Elation and deflation in the space of an afternoon! One of the things companies often struggle with, especially companies from outside the US, is how to build that network of contacts and land meetings with big name potential customers. I had to ask Ofer how his young company managed to get in front of big banks and insurance companies on their first road trip.

"It's a lot of hard work hitting up whoever you know to make connections for you. I would say there were two significant factors for us at the time. Firstly, we were already in talks with a couple of big investors, and they certainly facilitated some of those connections. The second was Nadav's former role as head of the 8200 unit in the IDF. Being the head of Israel signal intelligence was a big draw that had people asking, "What do these guys know that I don't?"

One of the biggest challenges right now for any startup is recruitment. There seems to be more startups looking to fill key roles than high-caliber people with the right talents and experience. I asked Ofer how Illusive went about filling those roles which are so important in the early stages of a startup.

"We all tapped into our networks in a very targeted way to bring in the best talent we could. Between people we knew from Check Point through to the military we set a very high bar. The thesis was that if we can hire superstars as the first 10 employees, then that becomes the basis of how the rest of the company is built. Really strong people want to work with strong people, so they bring in their friends and at some point, you achieve a critical mass of excellence."

It's a simple enough proposition, but it's still tough to execute. Switching gears a little I wanted to hear about Ofer's experiences having moved to New York. I see a lot of companies that are founded all over the world, looking to the US as a source of funding, customers and even credibility. I asked Ofer why he made the move as CEO while most of Illusive's development is still based in Israel.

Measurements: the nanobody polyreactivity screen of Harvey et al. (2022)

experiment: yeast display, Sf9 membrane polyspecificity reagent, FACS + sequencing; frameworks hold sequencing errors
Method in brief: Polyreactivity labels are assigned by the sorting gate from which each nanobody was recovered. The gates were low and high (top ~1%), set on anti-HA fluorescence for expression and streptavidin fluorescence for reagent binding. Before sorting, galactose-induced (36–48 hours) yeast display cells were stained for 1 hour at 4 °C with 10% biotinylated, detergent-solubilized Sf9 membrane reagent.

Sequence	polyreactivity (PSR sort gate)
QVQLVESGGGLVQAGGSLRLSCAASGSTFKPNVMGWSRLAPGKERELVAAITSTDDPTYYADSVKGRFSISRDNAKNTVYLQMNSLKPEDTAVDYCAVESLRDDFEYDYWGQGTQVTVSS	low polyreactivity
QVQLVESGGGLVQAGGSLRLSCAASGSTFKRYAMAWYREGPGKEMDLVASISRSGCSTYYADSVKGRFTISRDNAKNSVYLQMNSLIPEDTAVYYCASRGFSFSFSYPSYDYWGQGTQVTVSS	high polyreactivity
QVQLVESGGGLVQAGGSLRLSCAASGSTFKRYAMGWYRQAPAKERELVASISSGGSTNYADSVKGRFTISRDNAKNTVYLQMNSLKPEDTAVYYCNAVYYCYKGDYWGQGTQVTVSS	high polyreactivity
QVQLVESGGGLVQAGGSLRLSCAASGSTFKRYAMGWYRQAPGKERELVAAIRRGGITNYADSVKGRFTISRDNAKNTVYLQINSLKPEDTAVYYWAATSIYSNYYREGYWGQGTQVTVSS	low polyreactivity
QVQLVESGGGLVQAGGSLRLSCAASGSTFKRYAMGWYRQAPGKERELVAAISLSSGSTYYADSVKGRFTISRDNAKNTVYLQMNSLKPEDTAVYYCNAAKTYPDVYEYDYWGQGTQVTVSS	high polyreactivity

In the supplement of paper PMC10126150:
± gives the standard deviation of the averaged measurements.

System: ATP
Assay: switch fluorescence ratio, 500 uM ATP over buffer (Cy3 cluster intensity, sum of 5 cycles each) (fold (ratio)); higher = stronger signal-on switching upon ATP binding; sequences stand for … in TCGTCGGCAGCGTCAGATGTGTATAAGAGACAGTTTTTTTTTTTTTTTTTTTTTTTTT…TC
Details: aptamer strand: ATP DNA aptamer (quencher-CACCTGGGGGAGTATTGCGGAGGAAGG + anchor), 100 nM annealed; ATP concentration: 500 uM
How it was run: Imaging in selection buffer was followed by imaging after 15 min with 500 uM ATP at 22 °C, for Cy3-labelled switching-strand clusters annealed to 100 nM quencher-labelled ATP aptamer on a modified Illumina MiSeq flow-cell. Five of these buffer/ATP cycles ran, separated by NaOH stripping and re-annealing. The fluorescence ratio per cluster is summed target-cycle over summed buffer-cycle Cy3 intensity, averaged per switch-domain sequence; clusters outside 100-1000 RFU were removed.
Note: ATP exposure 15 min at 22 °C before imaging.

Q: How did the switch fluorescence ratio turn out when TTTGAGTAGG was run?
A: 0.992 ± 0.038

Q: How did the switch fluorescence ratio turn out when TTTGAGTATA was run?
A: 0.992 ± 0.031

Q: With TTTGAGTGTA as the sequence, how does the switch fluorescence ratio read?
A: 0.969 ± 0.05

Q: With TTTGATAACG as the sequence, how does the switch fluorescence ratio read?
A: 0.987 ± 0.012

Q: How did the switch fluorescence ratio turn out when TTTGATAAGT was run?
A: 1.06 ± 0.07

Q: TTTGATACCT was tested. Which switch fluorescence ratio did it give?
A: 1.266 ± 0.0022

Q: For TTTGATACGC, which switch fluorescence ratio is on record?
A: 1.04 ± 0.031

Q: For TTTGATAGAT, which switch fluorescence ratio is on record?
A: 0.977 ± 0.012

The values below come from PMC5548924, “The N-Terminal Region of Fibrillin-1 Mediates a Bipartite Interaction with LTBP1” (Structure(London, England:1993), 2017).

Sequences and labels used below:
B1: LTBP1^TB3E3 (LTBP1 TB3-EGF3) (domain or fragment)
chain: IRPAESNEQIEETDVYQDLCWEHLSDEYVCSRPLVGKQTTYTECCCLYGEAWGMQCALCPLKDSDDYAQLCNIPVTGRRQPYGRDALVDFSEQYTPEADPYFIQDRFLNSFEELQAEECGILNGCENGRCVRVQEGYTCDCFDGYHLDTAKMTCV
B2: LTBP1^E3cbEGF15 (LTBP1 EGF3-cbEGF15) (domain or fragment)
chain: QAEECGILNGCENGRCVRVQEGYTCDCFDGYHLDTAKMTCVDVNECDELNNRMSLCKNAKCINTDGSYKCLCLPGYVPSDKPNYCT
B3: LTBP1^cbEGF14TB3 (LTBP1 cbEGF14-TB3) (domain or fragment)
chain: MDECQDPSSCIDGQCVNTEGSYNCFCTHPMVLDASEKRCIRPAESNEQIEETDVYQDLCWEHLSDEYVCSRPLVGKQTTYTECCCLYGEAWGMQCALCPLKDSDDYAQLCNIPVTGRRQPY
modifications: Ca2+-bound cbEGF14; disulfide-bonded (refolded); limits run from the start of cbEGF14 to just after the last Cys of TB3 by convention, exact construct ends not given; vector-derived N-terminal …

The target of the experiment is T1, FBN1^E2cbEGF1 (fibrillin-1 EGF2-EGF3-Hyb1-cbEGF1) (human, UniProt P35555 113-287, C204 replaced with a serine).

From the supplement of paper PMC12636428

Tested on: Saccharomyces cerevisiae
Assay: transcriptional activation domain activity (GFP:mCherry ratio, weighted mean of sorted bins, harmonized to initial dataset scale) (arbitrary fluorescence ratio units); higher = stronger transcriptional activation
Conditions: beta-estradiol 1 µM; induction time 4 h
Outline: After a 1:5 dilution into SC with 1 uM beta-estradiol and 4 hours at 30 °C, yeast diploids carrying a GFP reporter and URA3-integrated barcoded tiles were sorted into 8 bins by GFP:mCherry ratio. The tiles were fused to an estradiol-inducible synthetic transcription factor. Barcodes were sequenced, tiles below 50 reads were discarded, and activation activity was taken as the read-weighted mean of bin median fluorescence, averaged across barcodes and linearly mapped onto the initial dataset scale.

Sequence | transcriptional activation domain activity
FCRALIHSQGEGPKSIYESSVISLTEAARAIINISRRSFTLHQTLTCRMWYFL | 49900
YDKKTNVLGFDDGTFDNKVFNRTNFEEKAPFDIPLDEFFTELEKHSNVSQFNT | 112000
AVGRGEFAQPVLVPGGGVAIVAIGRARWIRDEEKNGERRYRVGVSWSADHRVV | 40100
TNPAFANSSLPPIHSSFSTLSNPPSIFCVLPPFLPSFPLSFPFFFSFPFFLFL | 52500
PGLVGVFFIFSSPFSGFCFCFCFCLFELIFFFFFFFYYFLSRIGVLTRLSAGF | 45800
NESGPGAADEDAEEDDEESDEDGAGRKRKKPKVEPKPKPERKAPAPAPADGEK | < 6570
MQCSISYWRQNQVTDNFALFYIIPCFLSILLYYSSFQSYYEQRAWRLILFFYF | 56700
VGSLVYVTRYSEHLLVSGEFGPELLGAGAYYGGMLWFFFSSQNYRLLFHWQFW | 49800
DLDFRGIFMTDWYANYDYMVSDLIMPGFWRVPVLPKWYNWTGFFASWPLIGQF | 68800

"I think there's a glass ceiling if you're not based in the market that you're selling into. I felt the need to be present to understand our customers and their pain points. I spent many hours when I was still living in Israel, hopping on calls with people in the US, managing all the different time zones, but it's not the same. Also, as CEO I find I get drawn into what's around me. If I'm in Israel with the development side, then I'm drawn in naturally to development. At some phases of the company, that's the right place to be, but at other times you really want to be drawn toward the market and the customers.

Ofer Israeli

Why did I choose New York? We work a lot with the banking world and the insurance world, and many of those clients are here. From a time-zone and distance-to-Israel perspective, it's easier to be on the East Coast. But also, it's just a fun place to be. If you're going to move, why not pick a city that is also exciting and fun to live in?"

It's refreshing to hear a CEO talk about fun and Ofer is an excellent ambassador for the startup life. Before we finished our conversation, he told me about the message he would love to send to people choosing whether to work for a startup or a big company.

"I get that startups aren't for everyone and big companies aren't for everyone. But I would love for people to understand the impact you can have in a startup and just how rewarding that can be. When you work for a big company, it can be hard to move the needle even when you have a really great idea. I think the opportunities available when you go to work at a startup are very exciting. That's the culture we've established at Illusive and that's the thing that I like to show candidates as we continue to build out the company."

I love to hear CEOs getting to grips with the culture of the companies they lead, as much as with the technical and business aspects of their business. Ofer Israeli is a thoughtful leader making smart decisions about his company and the way he runs it. I expect we'll be hearing a lot more from Illusive in the years ahead.